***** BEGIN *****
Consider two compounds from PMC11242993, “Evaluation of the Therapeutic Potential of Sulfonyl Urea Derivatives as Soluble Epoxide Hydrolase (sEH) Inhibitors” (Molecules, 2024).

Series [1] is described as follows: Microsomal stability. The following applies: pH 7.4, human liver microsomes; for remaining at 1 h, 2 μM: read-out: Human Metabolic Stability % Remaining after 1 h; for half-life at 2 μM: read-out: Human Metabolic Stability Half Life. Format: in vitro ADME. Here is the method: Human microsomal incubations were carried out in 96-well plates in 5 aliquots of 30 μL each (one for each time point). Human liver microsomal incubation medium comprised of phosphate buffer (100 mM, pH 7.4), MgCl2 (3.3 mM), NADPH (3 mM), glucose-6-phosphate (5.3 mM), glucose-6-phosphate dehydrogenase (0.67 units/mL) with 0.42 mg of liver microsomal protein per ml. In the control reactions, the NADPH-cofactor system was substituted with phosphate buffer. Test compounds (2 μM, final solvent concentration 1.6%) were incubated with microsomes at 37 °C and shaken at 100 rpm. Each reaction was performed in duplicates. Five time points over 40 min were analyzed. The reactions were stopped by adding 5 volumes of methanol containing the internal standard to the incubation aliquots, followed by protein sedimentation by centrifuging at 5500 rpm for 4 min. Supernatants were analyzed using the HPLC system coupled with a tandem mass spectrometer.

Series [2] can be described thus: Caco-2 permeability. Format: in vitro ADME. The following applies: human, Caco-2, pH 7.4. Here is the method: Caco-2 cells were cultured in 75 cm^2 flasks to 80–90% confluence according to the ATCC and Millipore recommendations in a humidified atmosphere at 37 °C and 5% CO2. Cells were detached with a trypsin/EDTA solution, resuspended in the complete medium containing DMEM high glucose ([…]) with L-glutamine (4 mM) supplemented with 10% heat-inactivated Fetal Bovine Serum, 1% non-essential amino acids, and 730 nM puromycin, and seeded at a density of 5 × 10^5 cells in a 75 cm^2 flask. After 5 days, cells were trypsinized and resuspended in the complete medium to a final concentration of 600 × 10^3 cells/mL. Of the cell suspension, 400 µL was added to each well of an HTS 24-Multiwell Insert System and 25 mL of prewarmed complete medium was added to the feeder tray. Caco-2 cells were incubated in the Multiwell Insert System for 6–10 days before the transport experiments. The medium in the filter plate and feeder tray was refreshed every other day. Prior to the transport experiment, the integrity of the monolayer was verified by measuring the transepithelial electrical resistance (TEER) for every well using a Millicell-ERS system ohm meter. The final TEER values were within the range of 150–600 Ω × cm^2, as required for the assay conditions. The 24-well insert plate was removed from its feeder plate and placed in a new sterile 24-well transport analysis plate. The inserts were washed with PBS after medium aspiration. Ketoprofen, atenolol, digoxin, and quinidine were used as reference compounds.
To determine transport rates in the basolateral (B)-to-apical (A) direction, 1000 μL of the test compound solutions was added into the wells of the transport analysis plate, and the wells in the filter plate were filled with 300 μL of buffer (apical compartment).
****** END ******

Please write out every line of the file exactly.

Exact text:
Consider two compounds from PMC11242993, “Evaluation of the Therapeutic Potential of Sulfonyl Urea Derivatives as Soluble Epoxide Hydrolase (sEH) Inhibitors” (Molecules, 2024).

Series [1] is described as follows: Microsomal stability. The following applies: pH 7.4, human liver microsomes; for remaining at 1 h, 2 μM: read-out: Human Metabolic Stability % Remaining after 1 h; for half-life at 2 μM: read-out: Human Metabolic Stability Half Life. Format: in vitro ADME. Here is the method: Human microsomal incubations were carried out in 96-well plates in 5 aliquots of 30 μL each (one for each time point). Human liver microsomal incubation medium comprised of phosphate buffer (100 mM, pH 7.4), MgCl2 (3.3 mM), NADPH (3 mM), glucose-6-phosphate (5.3 mM), glucose-6-phosphate dehydrogenase (0.67 units/mL) with 0.42 mg of liver microsomal protein per ml. In the control reactions, the NADPH-cofactor system was substituted with phosphate buffer. Test compounds (2 μM, final solvent concentration 1.6%) were incubated with microsomes at 37 °C and shaken at 100 rpm. Each reaction was performed in duplicates. Five time points over 40 min were analyzed. The reactions were stopped by adding 5 volumes of methanol containing the internal standard to the incubation aliquots, followed by protein sedimentation by centrifuging at 5500 rpm for 4 min. Supernatants were analyzed using the HPLC system coupled with a tandem mass spectrometer.

Series [2] can be described thus: Caco-2 permeability. Format: in vitro ADME. The following applies: human, Caco-2, pH 7.4. Here is the method: Caco-2 cells were cultured in 75 cm^2 flasks to 80–90% confluence according to the ATCC and Millipore recommendations in a humidified atmosphere at 37 °C and 5% CO2. Cells were detached with a trypsin/EDTA solution, resuspended in the complete medium containing DMEM high glucose ([…]) with L-glutamine (4 mM) supplemented with 10% heat-inactivated Fetal Bovine Serum, 1% non-essential amino acids, and 730 nM puromycin, and seeded at a density of 5 × 10^5 cells in a 75 cm^2 flask. After 5 days, cells were trypsinized and resuspended in the complete medium to a final concentration of 600 × 10^3 cells/mL. Of the cell suspension, 400 µL was added to each well of an HTS 24-Multiwell Insert System and 25 mL of prewarmed complete medium was added to the feeder tray. Caco-2 cells were incubated in the Multiwell Insert System for 6–10 days before the transport experiments. The medium in the filter plate and feeder tray was refreshed every other day. Prior to the transport experiment, the integrity of the monolayer was verified by measuring the transepithelial electrical resistance (TEER) for every well using a Millicell-ERS system ohm meter. The final TEER values were within the range of 150–600 Ω × cm^2, as required for the assay conditions. The 24-well insert plate was removed from its feeder plate and placed in a new sterile 24-well transport analysis plate. The inserts were washed with PBS after medium aspiration. Ketoprofen, atenolol, digoxin, and quinidine were used as reference compounds.
To determine transport rates in the basolateral (B)-to-apical (A) direction, 1000 μL of the test compound solutions was added into the wells of the transport analysis plate, and the wells in the filter plate were filled with 300 μL of buffer (apical compartment).